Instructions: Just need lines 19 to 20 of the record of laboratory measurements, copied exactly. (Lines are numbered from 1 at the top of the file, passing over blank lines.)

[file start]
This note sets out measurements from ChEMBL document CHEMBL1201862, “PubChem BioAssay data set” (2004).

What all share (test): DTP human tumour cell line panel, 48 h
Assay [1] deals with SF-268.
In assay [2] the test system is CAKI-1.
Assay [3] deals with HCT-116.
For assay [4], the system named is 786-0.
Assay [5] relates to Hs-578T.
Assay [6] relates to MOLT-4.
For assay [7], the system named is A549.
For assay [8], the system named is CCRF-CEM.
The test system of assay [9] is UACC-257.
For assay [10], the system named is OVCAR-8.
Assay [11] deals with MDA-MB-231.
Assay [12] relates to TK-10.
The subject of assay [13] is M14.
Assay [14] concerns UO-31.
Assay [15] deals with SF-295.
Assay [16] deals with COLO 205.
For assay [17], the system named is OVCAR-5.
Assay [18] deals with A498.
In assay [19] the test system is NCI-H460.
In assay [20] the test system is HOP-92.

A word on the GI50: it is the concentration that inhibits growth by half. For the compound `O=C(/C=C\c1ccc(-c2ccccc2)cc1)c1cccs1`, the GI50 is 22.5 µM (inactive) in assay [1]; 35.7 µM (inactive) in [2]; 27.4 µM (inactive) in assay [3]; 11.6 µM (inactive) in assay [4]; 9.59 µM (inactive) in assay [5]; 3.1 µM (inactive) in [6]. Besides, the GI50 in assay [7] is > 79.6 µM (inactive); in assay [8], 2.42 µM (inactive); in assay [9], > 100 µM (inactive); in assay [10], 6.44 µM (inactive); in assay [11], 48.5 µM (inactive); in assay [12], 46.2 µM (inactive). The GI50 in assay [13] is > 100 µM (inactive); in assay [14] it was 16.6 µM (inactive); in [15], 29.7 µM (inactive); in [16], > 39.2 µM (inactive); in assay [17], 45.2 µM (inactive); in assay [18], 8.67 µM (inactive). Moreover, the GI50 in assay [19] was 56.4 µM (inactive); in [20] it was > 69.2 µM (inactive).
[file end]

For assay [17], the system named is OVCAR-5.
Assay [18] deals with A498.